Manorhaven men get probation in Sandy cleanup case

Carlo Strangolagalli, 51, and Michael Mercante, 46, both

Carlo Strangolagalli, 51, and Michael Mercante, 46, both of Manorhaven, will serve probation terms after what authorities said was a scam aimed at collecting more than $270,000 for cleanup work in the village after superstorm Sandy. They are seen in file photos from Dec. 19, 2013. Photo Credit: NCPD

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Two Manorhaven men will serve probation terms after what authorities said was a scam aimed at collecting more than $270,000 for cleanup work in the village after superstorm Sandy.

Acting State Supreme Court Justice Jerald Carter Tuesday sentenced Michael Mercante, 46, and Carlo Strangolagalli, 51, to two years' probation.

Each previously had pleaded guilty in Nassau County Court to third-degree criminal possession of a forged instrument, a misdemeanor.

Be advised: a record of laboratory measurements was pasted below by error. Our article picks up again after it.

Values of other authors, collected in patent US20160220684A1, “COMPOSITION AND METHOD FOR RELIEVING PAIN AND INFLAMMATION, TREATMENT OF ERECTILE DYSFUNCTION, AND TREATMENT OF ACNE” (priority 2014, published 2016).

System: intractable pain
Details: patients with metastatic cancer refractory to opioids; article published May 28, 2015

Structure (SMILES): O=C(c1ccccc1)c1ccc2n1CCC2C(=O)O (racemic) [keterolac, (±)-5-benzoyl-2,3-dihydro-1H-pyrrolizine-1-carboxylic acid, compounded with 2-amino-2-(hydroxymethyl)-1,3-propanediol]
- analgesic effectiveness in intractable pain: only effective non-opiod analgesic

Authorities had alleged Mercante -- a former village board of trustees candidate -- and Strangolagalli demanded payment meant for a construction company the village hired to remove debris and trees and fix curbs and sidewalks after the storm. An indictment had included felony charges.

Village attorney James Toner previously said Mercante told a clerk at Village Hall that he and Strangolagalli -- a relative of the construction company's owner -- had bought the company and the money should go to them. He said the men also faxed a forged letter from a UPS store saying the company had been transferred to them. But village employees became suspicious and the money wasn't paid.

Mercante's lawyer, William Petrillo, said his client is a "hardworking family man" who had partnered with the owner of the same company and that venture hadn't been fully dissolved.

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"He legitimately did many hours of labor post-Sandy in an effort to help the community. He was trying to get paid for the work he did. He went about it the wrong way," the Rockville Centre attorney said.

Strangolagalli's attorney, Dana Grossblatt of Jericho, declined to comment.

Nassau District Attorney Kathleen Rice said in a prepared statement that village officials were "instrumental" in helping the prosecution.

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